-Another scary thing: the skin is part of our immune system. Our first and most visible barrier. It is The Horror Threshold. Things that get past the skin, are under the skin or push through it, disrupt it, these things are horrible. If you can make players think about The Body it'll get you into The Mind pretty quick.

-Design the adventure with at least 2 powerful images. Just think of two things that interest you and are compelling. One is the first intimations of the horror, one is The Final Horror. Something fucked. You're good.

-Don't knock yourself out with the Mythos. You look up some mythos thing and you know what it'll tell you? Lovecraft mentioned it in 4 separate lines in 4 separate stories and each time it was some whole other thing. You know what Lovecraft would do? Make up something totally fucked up. Just do that. Worry about whether it's Hastur or Nyarlathotep later.

-Funny is good. Funny is great. In fact, let yourself laugh. Like sometimes if you are GMing you want to not laugh because you've got this adventure to run here but seriously, you do not have to Be A Fan Of The PCs, but be a fan of their players, and their jokes...

-...and their anything else they do right. If there is a phrase or image or line they come up with that is just perfect, say that. Stop the whole game and say that. In general: when anything cool is produced by players, encourage it. This has two effects: encouraging the player and showing everybody that its ok to go ahead and act--this activity will be rewarded.

-Try to remember who is insane. This can be hard, especially when the full mayhem is running:
Me: "Alright, the man with the leech face leans in, putting his face completely around your face and trying to sort of kiss you"
Guy playing a character based on his alcoholic Native American healer uncle: "Well, I'm still hallucinating, so..."
Me: "Yeah, right, so you are looking into his gullet and you see you are looking down into the coils of the great snake from which all of the world emerged in the time of the kicking rabbit and the blood clot boy and..."
Guy: "Well then I'm going to try to get _further in there_ "
Me: "Ok, so you grab it by either side and push your face into its mouth..."
And to think I would've missed it had he not reminded me...

-Likewise: try to remember who is on fire.

-SAN checks for seeing monsters and what all are gonna happen, but remember to run SAN checks for just mundane badness like seeing dead bodies and accidentally shooting civilians and suchlike sundry minor devastating incidents. Lose a few here and there once in a while. If you look at the stats for like a Nightgaunt, you don't necessarily lose that much SAN for seeing one--but of it's built on a bed of disturbing events...

-Purity has its limits. No matter what, Lovecraft stories aren't about 4 people. Definitely not about 4 people who are too terribly interesting. You're already not going to recreate a Lovecraft story. Just go for something good and twisted.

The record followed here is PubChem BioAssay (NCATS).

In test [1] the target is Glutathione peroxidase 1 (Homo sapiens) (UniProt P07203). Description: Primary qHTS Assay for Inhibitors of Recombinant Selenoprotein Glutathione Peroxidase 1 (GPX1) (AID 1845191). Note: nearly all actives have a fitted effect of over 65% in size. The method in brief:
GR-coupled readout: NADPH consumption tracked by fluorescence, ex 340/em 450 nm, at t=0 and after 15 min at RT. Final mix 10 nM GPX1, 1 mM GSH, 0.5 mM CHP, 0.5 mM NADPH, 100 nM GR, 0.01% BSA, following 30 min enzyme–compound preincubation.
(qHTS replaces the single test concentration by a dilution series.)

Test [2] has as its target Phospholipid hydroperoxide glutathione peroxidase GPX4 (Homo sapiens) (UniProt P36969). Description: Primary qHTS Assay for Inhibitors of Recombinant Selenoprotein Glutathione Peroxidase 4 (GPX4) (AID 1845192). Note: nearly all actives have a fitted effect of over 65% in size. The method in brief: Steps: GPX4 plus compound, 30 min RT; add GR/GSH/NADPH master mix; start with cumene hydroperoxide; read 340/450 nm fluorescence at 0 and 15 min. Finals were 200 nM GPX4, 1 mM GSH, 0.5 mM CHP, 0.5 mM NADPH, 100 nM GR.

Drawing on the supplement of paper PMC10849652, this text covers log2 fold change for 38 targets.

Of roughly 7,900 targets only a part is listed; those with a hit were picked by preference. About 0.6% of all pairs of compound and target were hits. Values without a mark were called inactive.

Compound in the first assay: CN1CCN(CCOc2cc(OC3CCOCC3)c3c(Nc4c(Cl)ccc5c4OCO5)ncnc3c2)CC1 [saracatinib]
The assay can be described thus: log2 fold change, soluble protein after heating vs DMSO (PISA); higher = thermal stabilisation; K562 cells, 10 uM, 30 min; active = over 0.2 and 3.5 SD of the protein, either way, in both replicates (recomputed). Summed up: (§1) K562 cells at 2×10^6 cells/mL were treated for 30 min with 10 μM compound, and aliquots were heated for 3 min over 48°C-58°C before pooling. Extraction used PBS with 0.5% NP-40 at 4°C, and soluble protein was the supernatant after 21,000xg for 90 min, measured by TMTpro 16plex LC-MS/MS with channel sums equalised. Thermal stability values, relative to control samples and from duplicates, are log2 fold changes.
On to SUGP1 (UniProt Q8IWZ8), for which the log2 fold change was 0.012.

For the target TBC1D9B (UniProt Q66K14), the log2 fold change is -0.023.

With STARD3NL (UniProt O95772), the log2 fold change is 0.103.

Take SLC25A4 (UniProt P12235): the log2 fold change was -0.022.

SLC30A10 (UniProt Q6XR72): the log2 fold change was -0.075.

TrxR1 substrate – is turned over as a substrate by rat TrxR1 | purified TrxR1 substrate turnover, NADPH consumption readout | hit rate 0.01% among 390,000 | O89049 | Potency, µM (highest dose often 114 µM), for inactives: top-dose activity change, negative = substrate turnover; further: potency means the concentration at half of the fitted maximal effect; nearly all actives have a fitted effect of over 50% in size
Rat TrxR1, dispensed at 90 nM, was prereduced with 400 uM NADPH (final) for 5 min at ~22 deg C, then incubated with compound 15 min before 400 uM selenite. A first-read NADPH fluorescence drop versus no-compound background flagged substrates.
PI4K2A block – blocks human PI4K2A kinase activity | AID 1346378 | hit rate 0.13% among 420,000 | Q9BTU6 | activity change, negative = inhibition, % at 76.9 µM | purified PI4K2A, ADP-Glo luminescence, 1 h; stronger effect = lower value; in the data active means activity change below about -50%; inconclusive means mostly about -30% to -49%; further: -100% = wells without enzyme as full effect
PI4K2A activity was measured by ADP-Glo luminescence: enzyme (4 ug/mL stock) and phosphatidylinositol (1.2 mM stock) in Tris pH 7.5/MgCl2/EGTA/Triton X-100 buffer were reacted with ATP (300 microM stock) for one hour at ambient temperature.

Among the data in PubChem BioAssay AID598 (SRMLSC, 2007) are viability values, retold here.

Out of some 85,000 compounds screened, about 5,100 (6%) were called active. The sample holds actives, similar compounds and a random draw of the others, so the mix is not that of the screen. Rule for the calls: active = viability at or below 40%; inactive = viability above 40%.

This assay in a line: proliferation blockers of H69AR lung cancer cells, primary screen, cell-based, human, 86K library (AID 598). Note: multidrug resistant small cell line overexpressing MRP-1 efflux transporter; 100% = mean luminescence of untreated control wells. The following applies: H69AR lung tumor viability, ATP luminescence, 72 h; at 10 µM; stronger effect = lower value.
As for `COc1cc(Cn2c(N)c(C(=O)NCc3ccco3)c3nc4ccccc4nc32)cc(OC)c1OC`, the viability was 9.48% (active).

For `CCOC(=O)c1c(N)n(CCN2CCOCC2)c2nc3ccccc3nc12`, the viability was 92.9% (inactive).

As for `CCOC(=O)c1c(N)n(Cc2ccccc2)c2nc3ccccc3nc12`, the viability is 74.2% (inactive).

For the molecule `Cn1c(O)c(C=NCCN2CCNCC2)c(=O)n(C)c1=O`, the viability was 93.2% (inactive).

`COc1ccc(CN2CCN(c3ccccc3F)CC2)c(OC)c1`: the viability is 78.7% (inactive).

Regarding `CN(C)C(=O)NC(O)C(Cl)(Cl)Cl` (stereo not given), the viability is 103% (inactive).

-The basic Hunter/Hunted structure can be bolted to almost anything. Even in the middle of an adventure. If the PCs are not moving toward the Horror, have the Horror move PCward.

-Things that make Call of Cthulhu easier:

*One insane PC does the work of a wandering monster. Essentially, when a PC starts getting jittery, play on it, use it to your advantage, that PC is the show now. Squeeze as much adventure as you can out of that PC.

*Everything is normal except the stuff you added in. In fantasy and SF you get an Oskar Schindler thing going on Oh with a little more effort you could've put something weird there and there and there. In a horror set up you just need a normal world. Just describe it creepy.

*Supernatural horror is pervasive: psychic emanations or dream echoes or what-all can pretty much account for any weird thing happening in the vicinity of the Horror. You don't need too much of a reason to have something strange happen all of a sudden.

*Stats are easy: Monsters therefore can be thought of as having hit points of 1 or 2 or 3 times human or 10 or whatever. The monsters have some chance to hit the PCs (60%, 70%) and some damage they do when they hit. Describing them and making them horrible and keeping them around just long enough that fucked up shit has time to happen while the players are encountering them is the key. In general, monsters have lots of hit points and don't dodge because they are implacable. But whatever works, really. Unlike D&D monsters, they don't have to actually be that mechanically tough for players to register them as dangerous or that mechanically interesting for the players to register them as interesting. Because it's the only monster in the game and you have essentially spent the whole game making them feel dangerous and interesting.

-It helps to have at least one person who will roleplay-as-in-act at the table. This lets other people know its ok and will be fun and not superfluous. In our session Cole did a great job of being the cop who was like: Well, I understand you are an indigenous person and you got your, uh, native medicine understanding of this, uh, Humbawamaba kinda thing and all I know is there's like a baby goat coming out of this guy and if you're telling me it's some kinda spiritual thing I'm with you because I ain't never seen that before. And then everybody sees that that's fun when the player acts and it lets them know its ok to do that and then it goes.

-Build the goddamn adventure around the way the goddamn players act and react. Horror is, basically, about a person with a personality and then a Horror that personality faces. Ripley and the Xenomorph, Rosemary and the Baby, The Torrances and Jack, the anxious Lovecraft narrator guy and Cthulhu. Everything between them (the physical set up, the plot) is just there to help dramatize that conflict. If the players reactions are giving you so much there isn't time for some structural device the adventure-as-written gives you, that's ok. Just let that happen. So long as you fit something horrible in before everybody goes home, it's all good.